3. A free standing antenna device as claimed in claim 1 wherein said main body portion comprises upper and lower body sections separable from one another for shipping and storage, and when assembled together, forming said main body portion.

4. A free standing antenna device as claimed in claim 3 wherein said lower body section'has lower and upper ends,'said lower end comprising said base end of said main body portion, and including coupling means on said upper end of said lower body section, and wherein said upper body section defines lower and upper ends,

said upper section upperend defining said upper closed end of said main body portion, and coupling means on said upper section lower end for interengagement with said coupling means on said upper end of said lower body sections.

5. A free standing antenna device as claimed in claim 4 wherein said coupling means comprise a male exterior threaded coupling member on one said end, and a female interior threaded coupling member on the other said end.

- 6. A free standing antenna device as claimed in claim 4 including electrically conductive means extending along the length of each of said upper and lower body sections, said conductive means terminating at said coupling means, and including contact ring means incor orate d in said coupling means, electrically connec ed with said electricaly conductive means, and

adapted to interengage with one another and make electrical connection through said coupling when said coupling means are interengaged with one another.

7. A free standing antenna device as claimed in claim 4 including at least one intermediate body section between said upper and lower body section, and coupling means at each end of said intermediate body section for interengagement with adjacent coupling means on adjacent said upper and lower body sections.

8. A free standing antenna device as claimed in claim 1 wherein said electrically conductive means comprise a plurality of separate electrical electrically conductive strips, said strips being embedded within said integrally bonded filament of said main body portion, along the major portion of their length, said electrically conductive strips being arranged in an extended spiral manner whereby to define at least a partial rotation relative to the axis of said main body portion.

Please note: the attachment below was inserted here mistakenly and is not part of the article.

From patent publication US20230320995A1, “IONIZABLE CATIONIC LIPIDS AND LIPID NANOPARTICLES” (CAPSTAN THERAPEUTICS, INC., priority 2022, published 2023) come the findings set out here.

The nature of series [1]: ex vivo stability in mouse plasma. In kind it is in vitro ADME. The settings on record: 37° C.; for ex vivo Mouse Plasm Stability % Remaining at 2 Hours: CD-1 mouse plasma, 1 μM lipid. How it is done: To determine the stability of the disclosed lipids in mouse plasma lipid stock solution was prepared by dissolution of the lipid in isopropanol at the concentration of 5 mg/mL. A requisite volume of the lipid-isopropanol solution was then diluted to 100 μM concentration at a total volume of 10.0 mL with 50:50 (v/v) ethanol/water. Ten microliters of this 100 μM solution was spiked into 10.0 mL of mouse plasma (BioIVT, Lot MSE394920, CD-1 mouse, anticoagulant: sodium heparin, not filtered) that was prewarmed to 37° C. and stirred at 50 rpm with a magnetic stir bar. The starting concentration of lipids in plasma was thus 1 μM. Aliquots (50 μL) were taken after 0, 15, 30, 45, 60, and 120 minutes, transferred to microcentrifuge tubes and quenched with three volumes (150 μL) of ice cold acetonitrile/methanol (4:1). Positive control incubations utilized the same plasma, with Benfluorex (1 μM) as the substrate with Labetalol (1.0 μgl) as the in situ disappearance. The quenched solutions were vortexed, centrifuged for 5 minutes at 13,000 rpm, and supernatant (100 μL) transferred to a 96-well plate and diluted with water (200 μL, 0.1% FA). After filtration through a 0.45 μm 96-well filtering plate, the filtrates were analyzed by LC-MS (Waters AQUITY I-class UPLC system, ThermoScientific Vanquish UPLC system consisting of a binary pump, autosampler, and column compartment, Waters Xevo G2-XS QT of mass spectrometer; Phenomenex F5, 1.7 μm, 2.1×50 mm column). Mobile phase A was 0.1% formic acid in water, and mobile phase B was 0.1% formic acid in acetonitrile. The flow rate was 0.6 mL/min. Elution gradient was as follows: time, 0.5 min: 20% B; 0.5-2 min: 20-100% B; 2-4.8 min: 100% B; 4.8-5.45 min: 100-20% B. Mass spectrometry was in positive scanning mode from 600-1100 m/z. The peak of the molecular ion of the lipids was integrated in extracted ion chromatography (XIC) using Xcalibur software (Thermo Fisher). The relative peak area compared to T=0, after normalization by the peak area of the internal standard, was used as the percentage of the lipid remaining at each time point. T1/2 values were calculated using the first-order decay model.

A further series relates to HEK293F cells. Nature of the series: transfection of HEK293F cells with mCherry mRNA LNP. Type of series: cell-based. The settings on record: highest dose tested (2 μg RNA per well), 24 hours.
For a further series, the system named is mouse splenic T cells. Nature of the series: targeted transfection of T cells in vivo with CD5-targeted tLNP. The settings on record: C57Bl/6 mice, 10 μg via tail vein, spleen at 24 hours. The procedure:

9. A free standing antenna device as claimed in claim 1, wherein said longitudinally extending filament at least comprise a continuous strand of said filament, said strand being arranged to run from one end to the other of said main body portion along the length thereof and being formed into a loop at each end thereof, at least some of said strands of longitudinal filaments, at said base end of said main body being cut so as to permit incorporation thereof into an integral part of saidbase end portion, and extension thereof around the exterior of said base end portion as aforesaid.

Patent Citations
Cited PatentFiling datePublication dateApplicantTitle
US2763003 *Jul 1, 1953Sep 11, 1956Harris Edward FHelical antenna construction
US3102268 *Apr 11, 1960Aug 27, 1963Brunswick Union IncSpiral wound antenna with controlled spacing for impedance matching
US3198878 *Oct 2, 1961Aug 3, 1965SediverInsulator assemblies of composite glass fibers and resin
GB801200A * Title not available
Referenced by
Citing PatentFiling datePublication dateApplicantTitle
US3828353 *Feb 5, 1973Aug 6, 1974IttIntegrally-wound antenna helix-coilform
US4134120 *Oct 12, 1976Jan 9, 1979Coastal Engineered Products Company, Inc.Whip antenna formed of electrically conductive graphite strands embedded in a resin material
US4370658 *Apr 29, 1981Jan 25, 1983Hill Fred GAntenna apparatus and method for making same
US4500888 *Feb 25, 1983Feb 19, 1985Valcom LimitedAntenna construction
US5357261 *Mar 8, 1993Oct 18, 1994Brandigampola Don EAntenna for matched transmission system
US7242367Jul 28, 2004Jul 10, 2007Valcom Manufacturing Group Inc.Coded antenna
CN102170038A *Feb 5, 2011Aug 31, 2011汉洋(博罗)电子有限公司Ultrashort-wave broadband antenna
EP0117703A2 *Feb 21, 1984Sep 5, 1984Valcom LimitedAntenna construction
WO1991015621A1 *Apr 3, 1991Oct 17, 1991Bentley Harris Mfg CoAntenna structure and method of making same
Classifications
U.S. Classification343/873, 343/895, 343/900
International ClassificationH01Q9/04, H01Q1/40, H01Q1/00, H01Q9/30
Cooperative ClassificationH01Q9/30, H01Q1/40
European ClassificationH01Q1/40, H01Q9/30